Graduation rate for NIU athletes, students equal

By Carl Ackerman

NIU’s graduation rate for its student-athletes, according to its latest report, is the same as NIU’s general student body, 48.3 percent.

NIU must file an academic report to the NCAA each year which charts the graduation rates over a five-year period for recruited players and incoming transfers. The latest report, which represents the 1984-85 freshman class, was due Oct. 1, 1990.

The average for NCAA Division I schools is 47.4 percent.

“Our overall numbers are positive, but I’m not satisfied,” NIU Athletic Director Gerald O’Dell said.

Over the four-year period for the reports, O’Dell said the student-athlete’s graduation rate was 50.7 percent compared to 47.2 percent for the student body.

However, O’Dell stressed that these figures are misleading.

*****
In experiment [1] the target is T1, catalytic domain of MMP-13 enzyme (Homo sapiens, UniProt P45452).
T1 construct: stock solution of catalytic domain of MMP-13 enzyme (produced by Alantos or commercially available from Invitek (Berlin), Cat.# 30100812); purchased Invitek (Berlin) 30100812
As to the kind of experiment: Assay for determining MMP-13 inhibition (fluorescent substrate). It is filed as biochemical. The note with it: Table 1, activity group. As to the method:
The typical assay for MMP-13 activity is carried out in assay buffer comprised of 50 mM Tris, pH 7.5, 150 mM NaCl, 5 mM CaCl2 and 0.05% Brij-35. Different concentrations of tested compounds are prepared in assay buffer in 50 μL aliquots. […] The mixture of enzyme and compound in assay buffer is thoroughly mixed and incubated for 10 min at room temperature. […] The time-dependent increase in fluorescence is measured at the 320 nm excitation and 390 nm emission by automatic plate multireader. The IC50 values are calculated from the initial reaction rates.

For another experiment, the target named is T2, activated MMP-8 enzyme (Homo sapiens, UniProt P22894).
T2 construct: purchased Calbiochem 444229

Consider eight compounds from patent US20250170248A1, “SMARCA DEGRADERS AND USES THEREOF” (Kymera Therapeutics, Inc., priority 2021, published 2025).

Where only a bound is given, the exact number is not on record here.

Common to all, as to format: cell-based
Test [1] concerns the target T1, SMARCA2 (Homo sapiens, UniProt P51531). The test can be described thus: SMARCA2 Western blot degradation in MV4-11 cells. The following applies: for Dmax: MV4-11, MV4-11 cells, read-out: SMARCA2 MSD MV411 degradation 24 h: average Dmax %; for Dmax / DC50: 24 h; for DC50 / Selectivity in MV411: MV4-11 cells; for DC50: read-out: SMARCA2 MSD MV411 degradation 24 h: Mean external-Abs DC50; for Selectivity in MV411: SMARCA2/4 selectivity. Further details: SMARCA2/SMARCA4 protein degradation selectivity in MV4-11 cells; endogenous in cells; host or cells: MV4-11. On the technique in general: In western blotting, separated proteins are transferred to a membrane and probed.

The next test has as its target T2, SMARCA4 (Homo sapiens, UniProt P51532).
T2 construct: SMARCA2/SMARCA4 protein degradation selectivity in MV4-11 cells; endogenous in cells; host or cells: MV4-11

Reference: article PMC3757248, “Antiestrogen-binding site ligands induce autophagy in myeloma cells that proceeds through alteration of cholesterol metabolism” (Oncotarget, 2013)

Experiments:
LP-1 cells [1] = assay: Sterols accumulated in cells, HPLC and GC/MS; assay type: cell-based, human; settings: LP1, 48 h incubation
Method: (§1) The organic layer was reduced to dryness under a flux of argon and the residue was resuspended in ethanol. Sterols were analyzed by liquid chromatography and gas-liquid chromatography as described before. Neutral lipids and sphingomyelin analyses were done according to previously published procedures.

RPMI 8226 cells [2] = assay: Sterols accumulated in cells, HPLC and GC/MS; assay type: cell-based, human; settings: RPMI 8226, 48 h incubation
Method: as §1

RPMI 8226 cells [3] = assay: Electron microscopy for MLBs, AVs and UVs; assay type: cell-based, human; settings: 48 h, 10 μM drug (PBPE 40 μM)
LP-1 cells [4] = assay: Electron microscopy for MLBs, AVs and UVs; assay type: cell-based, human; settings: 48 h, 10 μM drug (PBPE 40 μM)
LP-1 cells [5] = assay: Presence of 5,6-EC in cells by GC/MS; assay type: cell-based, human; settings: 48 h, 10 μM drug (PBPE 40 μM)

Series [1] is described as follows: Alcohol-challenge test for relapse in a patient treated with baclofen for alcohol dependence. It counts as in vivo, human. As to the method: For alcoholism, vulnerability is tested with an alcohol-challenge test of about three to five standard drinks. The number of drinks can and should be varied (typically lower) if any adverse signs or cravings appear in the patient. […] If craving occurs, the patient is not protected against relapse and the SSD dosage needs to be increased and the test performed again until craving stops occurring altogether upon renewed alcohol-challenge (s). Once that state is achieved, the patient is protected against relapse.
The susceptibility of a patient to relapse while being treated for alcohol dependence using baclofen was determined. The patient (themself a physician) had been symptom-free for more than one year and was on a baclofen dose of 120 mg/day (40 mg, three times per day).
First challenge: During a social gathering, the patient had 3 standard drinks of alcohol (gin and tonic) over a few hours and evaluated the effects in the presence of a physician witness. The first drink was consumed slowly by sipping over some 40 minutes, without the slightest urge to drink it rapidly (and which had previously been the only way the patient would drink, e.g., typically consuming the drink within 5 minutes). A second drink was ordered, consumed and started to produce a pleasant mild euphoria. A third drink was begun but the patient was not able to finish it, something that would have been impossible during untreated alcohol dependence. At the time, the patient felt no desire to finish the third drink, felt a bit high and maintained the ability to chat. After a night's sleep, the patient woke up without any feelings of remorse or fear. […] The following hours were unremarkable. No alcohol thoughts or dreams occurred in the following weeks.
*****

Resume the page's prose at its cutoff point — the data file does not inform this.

“If a student leaves (NIU) in good standing because he wants to transfer to another school, it is counted against (NIU) as a non-graduating student,” O’Dell said. “I don’t think the institution should be accountable for the student who leaves in good standing and transfers.

“Regardless of how NIU fares, I think the numbers are unfair to the institution,” O’Dell added.

For the next academic report, due Oct. 1, 1991, O’Dell said there will be changes in the policy.

For example, if a player leaves in good academic standing and also meets satisfactory progress requirements, it won’t be counted against the institution.

However, one stipulation O’Dell pointed out was that if a walk-on practices once and doesn’t make the team it would still count against the school’s graduation rate.

NIU’s football program graduated 11 out of 20 players from their 1984-85 freshman class, and men’s basketball graduated two out of seven players.

NIU’s women’s basketball program didn’t graduate anyone from its 1984-85 freshman class, but O’Dell said this was because the women had only two recruits that year.

“Sometimes the players may want to just transfer because they want to be closer to home, or they are not happy with the curriculum or discipline,” O’Dell said.

“I’m more interested in what’s happening with our programs now than in the past,” O’Dell said.